What we cover in this guide
- Getting a mortgage as a company director
- Read our self-employed mortgage guide
- Try our self-employed mortgage calculator
- Company directors’ mortgages using the latest year’s accounts
- Finding the best mortgage lenders as a company director
- How much can company directors borrow for a mortgage?
- Mortgages for company directors with bad credit
- I have declared company losses, can I still get a mortgage?
- Company director mortgage advice
- Frequently asked questions
Getting a mortgage as a company director
As a director, it’s possible to find lenders who are willing to offer you a mortgage on reasonable terms. However, it is not always straightforward. Typically, these will be smaller, specialist lenders who can offer more flexibility when it comes to assessing your income.
However, like all lenders, they will each have their own criteria for calculating affordability. They will also assess your profits and assets differently when deciding how much you can borrow.
When applying for a mortgage as a company director, most lenders will expect your company to have been trading for a year beforehand. They will require you to provide at least one year’s worth of accounts, certified by a chartered accountant. However, they may often request up to three years accounts.
If your tax year does not match the usual HMRC April to April template, then a lender may consider the last 12 month trading period, rather than making you wait until the end of the current tax year.
Frequently asked questions...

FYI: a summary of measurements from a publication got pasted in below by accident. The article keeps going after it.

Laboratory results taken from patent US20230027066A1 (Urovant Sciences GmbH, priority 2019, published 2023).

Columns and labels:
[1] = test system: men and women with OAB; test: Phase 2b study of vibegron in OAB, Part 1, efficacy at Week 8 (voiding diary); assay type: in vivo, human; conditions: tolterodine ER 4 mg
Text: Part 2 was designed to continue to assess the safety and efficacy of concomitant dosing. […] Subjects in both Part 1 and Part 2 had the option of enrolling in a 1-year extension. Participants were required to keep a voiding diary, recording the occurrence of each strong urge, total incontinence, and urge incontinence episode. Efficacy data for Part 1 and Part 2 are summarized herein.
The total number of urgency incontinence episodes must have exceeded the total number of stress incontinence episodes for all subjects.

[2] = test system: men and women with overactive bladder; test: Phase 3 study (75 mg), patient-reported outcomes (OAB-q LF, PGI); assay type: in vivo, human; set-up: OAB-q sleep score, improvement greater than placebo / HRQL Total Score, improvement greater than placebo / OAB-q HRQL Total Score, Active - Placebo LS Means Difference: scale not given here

- Will I have to put down a bigger deposit as a company director?
- What income do lenders use for company directors?
- How do I get a copy of my SA302?
The fact that you’re a company director does not in itself mean that you will need to provide a larger deposit. You should be able to access the same deals and loan-to-value (LTV) ratio offers as any other applicant.
Usually, this means you can borrow up to 95% of the property’s value in normal circumstances. Although, if you are seen as a risk to lenders, due to bad credit for example, you may be expected to have more.
It’s common for directors to minimise their income tax by drawing only a small salary from the company, retaining profits within the business, and taking dividends. Unfortunately, this low income on paper may mean that a lender will think you aren’t able to afford the mortgage you need.
Most lenders, including specialist lenders, will only consider the money you have drawn from the company as your income. So, they will assess your base salary, plus dividends drawn, when looking at an affordability calculation.
There are some lenders with a broader view and understanding of your business. These lenders have the flexibility to consider your share of the company’s net profits as your income, putting you in a far stronger position when borrowing.
An SA302 is the form you receive from HMRC after filing your year-end accounts. It will detail your income from all sources and your tax liability, breaking down how your income tax and National Insurance contributions have been calculated.
If you have an accountant, the SA302 will have been printed off directly as part of their process. However, if you submitted your tax return yourself, you’ll be able to sign into your account and access the records to print your SA302.
You should note that while many lenders accept printed SA302s, some may still ask for original documents from HMRC. If they do or you are unable to print them out for any reason or you submit your annual tax return by post rather than online, then you will need to contact HMRC to request copies.
You can do this by calling the self-assessment helpline on 0300 200 3310 and quoting your unique taxpayer reference (UTR) and National Insurance (N.I.) number.